Fri 8th September, 2017
The University of Bedfordshire has been shortlisted for the International Impact Award and Excellence & Innovation in the Arts in this year’s Times Higher Education (THE) Awards.
The University has been recognised in the ‘International Impact’ award for a transnational project led by Sociology lecturer Dr Helen Connolly which saw it working with the survivors of the Srebrenica genocide and the charity Remembering Srebrenica to challenge hatred and division in Bosnia and Bedfordshire.
It has also been shortlisted for the Excellence & Innovation in the Arts award for the work of academic Dr Agnieszka Piotrowska in interrogating post-colonial trauma in Zimbabwe through a her collaborative film projects and writings.
Dr Piotrowska’s films Lovers in Time and Escape and published monograph Black and White: cinema, politics and the arts in Zimbabwe take a complex look at race and gender relations in post-colonial societies.
Her films have sparked heated debate, with some journalists and community leaders in Zimbabwe accusing the production of being too bold, whilst others praised it for being a catalyst for change and a way of introducing a different mode of thinking about the painful past and gender issues.
A Reader in Film Practice and Theory at the University, Dr Piotrowska said: “It is fantastic news to be nominated for the Excellence & Innovation in the Arts award for my film work in Zimbabwe and my monograph Black and White.
“It is a tribute to the University of Bedfordshire for having created the space and provided the support for such cross-disciplinary projects that confirm the value of practice-based theory and artistic collaborations across cultures.”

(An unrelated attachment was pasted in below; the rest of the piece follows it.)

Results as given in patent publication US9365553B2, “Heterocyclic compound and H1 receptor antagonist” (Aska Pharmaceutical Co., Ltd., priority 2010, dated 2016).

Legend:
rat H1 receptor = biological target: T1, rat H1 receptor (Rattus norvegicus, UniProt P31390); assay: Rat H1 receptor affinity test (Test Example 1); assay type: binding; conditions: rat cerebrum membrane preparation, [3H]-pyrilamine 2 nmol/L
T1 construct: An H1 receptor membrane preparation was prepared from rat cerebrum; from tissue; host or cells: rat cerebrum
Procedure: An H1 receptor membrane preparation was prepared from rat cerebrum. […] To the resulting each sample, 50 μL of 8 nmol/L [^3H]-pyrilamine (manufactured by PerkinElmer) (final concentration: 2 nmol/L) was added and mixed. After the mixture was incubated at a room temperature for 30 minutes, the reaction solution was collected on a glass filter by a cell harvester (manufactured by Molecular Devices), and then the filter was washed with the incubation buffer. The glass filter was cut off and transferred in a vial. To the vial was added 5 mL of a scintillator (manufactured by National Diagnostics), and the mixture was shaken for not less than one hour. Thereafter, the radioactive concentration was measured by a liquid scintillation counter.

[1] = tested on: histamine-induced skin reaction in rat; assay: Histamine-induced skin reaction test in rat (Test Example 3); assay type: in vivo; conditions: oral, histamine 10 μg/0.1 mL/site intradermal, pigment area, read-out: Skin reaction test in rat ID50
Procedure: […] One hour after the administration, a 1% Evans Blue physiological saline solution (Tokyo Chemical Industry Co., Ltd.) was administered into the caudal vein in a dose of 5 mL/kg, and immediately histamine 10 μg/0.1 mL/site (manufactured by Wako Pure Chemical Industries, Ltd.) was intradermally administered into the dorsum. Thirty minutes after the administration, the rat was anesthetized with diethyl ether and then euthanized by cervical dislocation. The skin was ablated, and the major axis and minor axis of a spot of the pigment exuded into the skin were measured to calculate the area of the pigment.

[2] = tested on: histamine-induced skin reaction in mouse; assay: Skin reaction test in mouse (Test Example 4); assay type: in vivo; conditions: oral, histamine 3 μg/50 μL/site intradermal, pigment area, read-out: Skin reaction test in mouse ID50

Dr Connolly, who is also Chair of the East of England Board Remembering Srebrenica, made it possible for students from the University’s School of Applied Social Studies to go to Bosnia and attend Remembering Srebrenica’s flagship educational programme. The students met survivors of the genocide to understand the drivers and consequences of multi-cultural breakdown. This learning at eye level had a profound effect on the students and they pledged to create a meaningful legacy from their visit.
A UK tour was organised in February 2016 for survivors to share their stories as a counterpoint to their silence and injustice in Bosnia.
Dr Connolly, a Senior Lecturer in Sociology, said: “I am delighted to be shortlisted for this award. Our collaboration with Remembering Srebrenica and the genocide and war survivors in Bosnia has been extremely profound. It has acted as an important counterpoint to the historical silence and injustice in Bosnia and opened up national conversations about the genocide.
“I hope that being shortlisted for this award will build on what has already been achieved, and prompt even more opportunities for further conversation in Bosnia.”
Bill Rammell Vice Chancellor of the University of Bedfordshire said: “I am proud that the University of Bedfordshire has been recognised in the shortlisting of these awards. Much of our work has a very visible impact on the world and these two projects are excellent examples.
“The first challenges the politics of demonization, one of the biggest challenges to human rights in the world, while the other tackles issues of gender, race and the historical wounds being faced in post-colonial Zimbabwe. Neither subject makes for easy reading but both need to be addressed if we are to live in a safer and more tolerant world.”
Times Higher EducationEditor John Gill said: "Once again these awards have attracted hundreds of entries from the length and breadth of the nation, and from institutions of every hue.
“All those shortlisted can be immensely proud to have made it through this first phase, and we at Times Higher Education look forward to honouring the winners for their talent, creativity and commitment at a time for the academy when these qualities are increasingly essential."
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